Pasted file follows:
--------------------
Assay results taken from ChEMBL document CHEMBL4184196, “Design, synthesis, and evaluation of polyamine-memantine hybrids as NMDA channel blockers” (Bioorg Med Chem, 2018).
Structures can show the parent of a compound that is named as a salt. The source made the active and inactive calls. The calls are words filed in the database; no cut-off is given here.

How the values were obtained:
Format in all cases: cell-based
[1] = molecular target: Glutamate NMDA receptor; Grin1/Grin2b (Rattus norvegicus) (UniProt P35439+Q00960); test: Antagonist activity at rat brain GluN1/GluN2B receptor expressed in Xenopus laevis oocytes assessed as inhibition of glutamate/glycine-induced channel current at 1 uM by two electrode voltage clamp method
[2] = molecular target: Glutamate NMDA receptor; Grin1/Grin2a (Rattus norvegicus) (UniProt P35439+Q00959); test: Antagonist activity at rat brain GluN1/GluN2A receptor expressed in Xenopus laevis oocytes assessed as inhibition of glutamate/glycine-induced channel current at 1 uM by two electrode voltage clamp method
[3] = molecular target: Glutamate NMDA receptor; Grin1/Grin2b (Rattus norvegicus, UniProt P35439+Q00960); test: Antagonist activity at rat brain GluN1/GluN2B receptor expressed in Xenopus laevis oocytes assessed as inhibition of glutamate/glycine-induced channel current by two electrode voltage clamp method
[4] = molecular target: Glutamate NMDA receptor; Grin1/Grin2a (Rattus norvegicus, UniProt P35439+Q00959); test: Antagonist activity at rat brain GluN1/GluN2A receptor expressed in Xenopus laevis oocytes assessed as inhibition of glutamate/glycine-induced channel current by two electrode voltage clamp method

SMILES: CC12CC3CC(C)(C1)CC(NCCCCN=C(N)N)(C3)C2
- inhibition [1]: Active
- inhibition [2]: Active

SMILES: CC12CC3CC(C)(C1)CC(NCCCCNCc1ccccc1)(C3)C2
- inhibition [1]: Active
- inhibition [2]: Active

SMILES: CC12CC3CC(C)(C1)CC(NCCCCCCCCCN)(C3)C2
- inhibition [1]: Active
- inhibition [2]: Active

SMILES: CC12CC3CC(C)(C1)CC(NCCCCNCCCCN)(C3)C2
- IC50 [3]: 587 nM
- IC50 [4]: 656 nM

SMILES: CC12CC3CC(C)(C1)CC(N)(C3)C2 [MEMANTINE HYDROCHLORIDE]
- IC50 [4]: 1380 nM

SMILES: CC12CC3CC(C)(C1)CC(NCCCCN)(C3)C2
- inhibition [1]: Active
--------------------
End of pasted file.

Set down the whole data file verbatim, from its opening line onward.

Assay results taken from ChEMBL document CHEMBL4184196, “Design, synthesis, and evaluation of polyamine-memantine hybrids as NMDA channel blockers” (Bioorg Med Chem, 2018).
Structures can show the parent of a compound that is named as a salt. The source made the active and inactive calls. The calls are words filed in the database; no cut-off is given here.

How the values were obtained:
Format in all cases: cell-based
[1] = molecular target: Glutamate NMDA receptor; Grin1/Grin2b (Rattus norvegicus) (UniProt P35439+Q00960); test: Antagonist activity at rat brain GluN1/GluN2B receptor expressed in Xenopus laevis oocytes assessed as inhibition of glutamate/glycine-induced channel current at 1 uM by two electrode voltage clamp method
[2] = molecular target: Glutamate NMDA receptor; Grin1/Grin2a (Rattus norvegicus) (UniProt P35439+Q00959); test: Antagonist activity at rat brain GluN1/GluN2A receptor expressed in Xenopus laevis oocytes assessed as inhibition of glutamate/glycine-induced channel current at 1 uM by two electrode voltage clamp method
[3] = molecular target: Glutamate NMDA receptor; Grin1/Grin2b (Rattus norvegicus, UniProt P35439+Q00960); test: Antagonist activity at rat brain GluN1/GluN2B receptor expressed in Xenopus laevis oocytes assessed as inhibition of glutamate/glycine-induced channel current by two electrode voltage clamp method
[4] = molecular target: Glutamate NMDA receptor; Grin1/Grin2a (Rattus norvegicus, UniProt P35439+Q00959); test: Antagonist activity at rat brain GluN1/GluN2A receptor expressed in Xenopus laevis oocytes assessed as inhibition of glutamate/glycine-induced channel current by two electrode voltage clamp method

SMILES: CC12CC3CC(C)(C1)CC(NCCCCN=C(N)N)(C3)C2
- inhibition [1]: Active
- inhibition [2]: Active

SMILES: CC12CC3CC(C)(C1)CC(NCCCCNCc1ccccc1)(C3)C2
- inhibition [1]: Active
- inhibition [2]: Active

SMILES: CC12CC3CC(C)(C1)CC(NCCCCCCCCCN)(C3)C2
- inhibition [1]: Active
- inhibition [2]: Active

SMILES: CC12CC3CC(C)(C1)CC(NCCCCNCCCCN)(C3)C2
- IC50 [3]: 587 nM
- IC50 [4]: 656 nM

SMILES: CC12CC3CC(C)(C1)CC(N)(C3)C2 [MEMANTINE HYDROCHLORIDE]
- IC50 [4]: 1380 nM

SMILES: CC12CC3CC(C)(C1)CC(NCCCCN)(C3)C2
- inhibition [1]: Active